It’s been amazing. When we finished the 5,000 Puck Challenge, we received some incredible emails from parents. We asked them to send us pictures of where the kids were practicing their skills. Some were in the basement, some were in the driveway, some in the garage — we also had some on their outside rink in the backyard.

We received emails like “They really enjoyed it,” and “Their shot has really improved”, and “They have more confidence.”

The kids really got into a routine of practice, and we ended up hearing about benefits we didn’t anticipate, like time management. We didn’t start out with the idea that time management skills would be an outcome, but it’s amazing what has come out of the challenges.

What are the next steps at OMHA for promoting skills?

So far, we’ve done a really good job of promoting the philosophy of the long-term player development model.  The next stage is going to be, “Are we playing too many games? Is winning too important?” And now you get back to the stuff that Brett Sutter was talking about.

We have some good resources on our website, and all of our clinics have a module on LTPD now. I hear coaches talking about it. Now we’re at the point of looking at what our seasons look like, how many games are being played, what’s the practice-to-game ratio, and is there too much emphasis on winning. So we’re going in the right direction.

3 responses to “Canadian hockey in crisis? Ontario Minor Hockey looks at skills

  1. To me this seems like a “local” approach to find a solution. But is it not in comparison to others that the questions are raised?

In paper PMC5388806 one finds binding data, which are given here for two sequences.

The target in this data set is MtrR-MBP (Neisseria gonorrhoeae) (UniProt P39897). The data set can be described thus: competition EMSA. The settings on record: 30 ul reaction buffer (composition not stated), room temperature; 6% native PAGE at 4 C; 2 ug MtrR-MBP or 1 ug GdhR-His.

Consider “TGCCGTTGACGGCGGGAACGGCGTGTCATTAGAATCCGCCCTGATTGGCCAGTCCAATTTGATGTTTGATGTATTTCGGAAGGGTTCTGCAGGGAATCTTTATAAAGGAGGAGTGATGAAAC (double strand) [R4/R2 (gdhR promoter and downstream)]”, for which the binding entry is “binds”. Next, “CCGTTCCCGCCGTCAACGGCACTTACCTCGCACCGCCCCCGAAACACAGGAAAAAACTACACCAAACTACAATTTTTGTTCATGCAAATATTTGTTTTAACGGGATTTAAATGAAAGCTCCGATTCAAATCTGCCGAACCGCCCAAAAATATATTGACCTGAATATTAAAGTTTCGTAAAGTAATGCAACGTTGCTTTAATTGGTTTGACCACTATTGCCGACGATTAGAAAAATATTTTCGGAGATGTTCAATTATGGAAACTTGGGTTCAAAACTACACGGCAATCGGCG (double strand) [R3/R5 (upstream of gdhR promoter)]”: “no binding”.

Normal quality improvement measures include a benchmark with other well performing systems.

    Why not go over seas and see what others are doing and how their environment or hockey infrastructure looks like?

    1. That is a good point Michael. Benchmarks with other well performing hockey systems is a great reference. I know that Hockey Canada is continuously looking abroad and comparing to other top performing hockey nations.

      I also know that a scan of performing hockey programs around the world reveals that many “made in Canada” solutions are part of the best practices applied.

  2. Great article! It’s nice to see the OMHA working to make changes. I think the biggest crisis in hockey today is that the game has become to professionalized at all levels, kids are leaving the game because it’s no longer fun, the game has become to costly for many and there’s way too much focus on winning and not nearly enough on developing the long term athleticism of each player. Hockey in Canada is a huge ship to try to get to change direction but it’s great to see many including the OMHA who are trying to make a difference. ~ David

Leave a Reply

Your email address will not be published. Required fields are marked *